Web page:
Re: "All triggers are evil",..., really?

From: Niall Litchfield <>
Date: Thu, 21 Aug 2008 16:39:41 +0100
Message-ID: <>


I suspect that for a lot of us this comes back to the old argument of "where do you store business logic" most, if not all data constraints are really business rules - even if not directly expressed as such , "each order line must be associated with an order" is also a business rule for example. It's probably no surprise that I agree with you that the business rules that directly affect data should be stored along with the data, not least because it's likely that other applications will come along that should also be subject to the same business rules. In fact I'd be willing to bet that Tom's name := first_name||' '||last_name example came about precisely because two sets of people hadn't agreed on what the business rules were and isn't really a technology problem at all.

I can see a number of maintenance reasons as to why such code is best stored in api packages rather than triggers but I don't actually see the fact that correctly defining and implementing business rules in PL/SQL such that they still obey the ACID properties in the event of unexpected conditions in a reason to avoid PL/SQL - in fact I'd say the same rule applies in spades to coding business rules in languages away from the data *cough*j2ee*cough*.


On Thu, Aug 21, 2008 at 4:17 PM, Toon Koppelaars <> wrote:

> All other(*) data constraints in my database design.
> *: other = other than the ones that I can deal with declaratively.
> EMP-DEPT examples:
> - There can be at most one PRESIDENT in EMP table.
> - Everybody has less salary than his/her direct manager.
> - No department can have more than 30 employees.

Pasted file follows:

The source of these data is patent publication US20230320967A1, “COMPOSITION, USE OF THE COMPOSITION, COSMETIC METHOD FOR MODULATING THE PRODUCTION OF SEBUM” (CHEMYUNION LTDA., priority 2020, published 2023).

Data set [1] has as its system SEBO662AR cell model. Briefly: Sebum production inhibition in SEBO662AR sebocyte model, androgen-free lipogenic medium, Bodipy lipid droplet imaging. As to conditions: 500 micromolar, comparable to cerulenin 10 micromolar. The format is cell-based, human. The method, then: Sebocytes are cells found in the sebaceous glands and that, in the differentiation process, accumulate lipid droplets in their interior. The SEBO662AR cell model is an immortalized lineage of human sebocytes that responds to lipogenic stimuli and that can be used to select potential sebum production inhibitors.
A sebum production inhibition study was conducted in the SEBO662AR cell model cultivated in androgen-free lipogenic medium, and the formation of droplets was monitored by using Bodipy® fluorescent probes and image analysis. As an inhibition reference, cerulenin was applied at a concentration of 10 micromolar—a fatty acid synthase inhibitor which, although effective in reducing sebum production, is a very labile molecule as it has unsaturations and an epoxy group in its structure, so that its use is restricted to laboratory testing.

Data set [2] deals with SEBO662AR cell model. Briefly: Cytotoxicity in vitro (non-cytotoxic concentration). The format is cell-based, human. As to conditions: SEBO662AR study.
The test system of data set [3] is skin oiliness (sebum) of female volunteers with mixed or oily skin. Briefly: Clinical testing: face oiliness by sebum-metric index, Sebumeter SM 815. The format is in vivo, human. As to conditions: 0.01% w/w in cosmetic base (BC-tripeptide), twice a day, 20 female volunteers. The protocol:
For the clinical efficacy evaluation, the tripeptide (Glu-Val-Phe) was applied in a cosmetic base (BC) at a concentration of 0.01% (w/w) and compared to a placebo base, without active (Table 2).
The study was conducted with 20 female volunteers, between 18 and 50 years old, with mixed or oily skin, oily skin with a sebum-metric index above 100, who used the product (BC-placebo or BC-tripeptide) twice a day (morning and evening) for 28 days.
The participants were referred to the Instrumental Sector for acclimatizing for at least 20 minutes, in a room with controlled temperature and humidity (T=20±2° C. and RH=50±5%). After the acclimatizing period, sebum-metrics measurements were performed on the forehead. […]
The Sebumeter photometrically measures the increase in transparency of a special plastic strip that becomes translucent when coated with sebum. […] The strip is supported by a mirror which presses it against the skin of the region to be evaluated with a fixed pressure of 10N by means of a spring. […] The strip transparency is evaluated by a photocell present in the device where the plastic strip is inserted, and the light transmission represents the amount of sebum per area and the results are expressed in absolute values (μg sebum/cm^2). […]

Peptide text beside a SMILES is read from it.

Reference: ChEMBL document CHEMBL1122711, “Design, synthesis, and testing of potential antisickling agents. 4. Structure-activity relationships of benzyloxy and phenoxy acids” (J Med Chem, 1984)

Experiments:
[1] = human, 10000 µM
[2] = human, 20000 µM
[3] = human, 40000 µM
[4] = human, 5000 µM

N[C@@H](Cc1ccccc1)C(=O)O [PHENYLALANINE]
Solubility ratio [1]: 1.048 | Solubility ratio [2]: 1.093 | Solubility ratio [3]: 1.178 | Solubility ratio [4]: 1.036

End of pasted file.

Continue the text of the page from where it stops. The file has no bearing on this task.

> - Every department with a MANAGER, should also have an ADMINISTRATOR.
> - ...
> etc.
> On Thu, Aug 21, 2008 at 4:11 PM, Clarke, Andrew <
> > wrote:
>> >> If all constraint validation is correctly 'tucked away' behind
>> triggers, then all
>> >> of your other application code (the 'business logic' code) can be
>> devoid of
>> >> constraint validation code
>> What sort of validation would you want to do which can't be done by
>> declarative constraints and which you also wouldn't want to include in the
>> "'business logic' code"?
>> Cheers, APC
>> A P Clarke
>> Software Architect
>> Logica UK Public Sector Division
>> Stephenson House
>> 75 Hampstead Road
>> London
>> UK
>> NW1 2PL
>> Direct Tel: +44 (0)207 230 3160
>> Fax: +44 (0)207 446 1352
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> --
> +-+-+-+-+-+-+-+-+-+-+-+-+-+-+-+-+-+-+-+-+-+-+-+-+-+-+-+-+-+-
> Toon Koppelaars
> RuleGen BV
> +31-615907269
> toon_at_rulegen_dot_com
> www_dot_rulegen_dot_com
> Author: "Applied Mathematics for Database Professionals"

Niall Litchfield
Oracle DBA

Received on Thu Aug 21 2008 - 10:39:41 CDT

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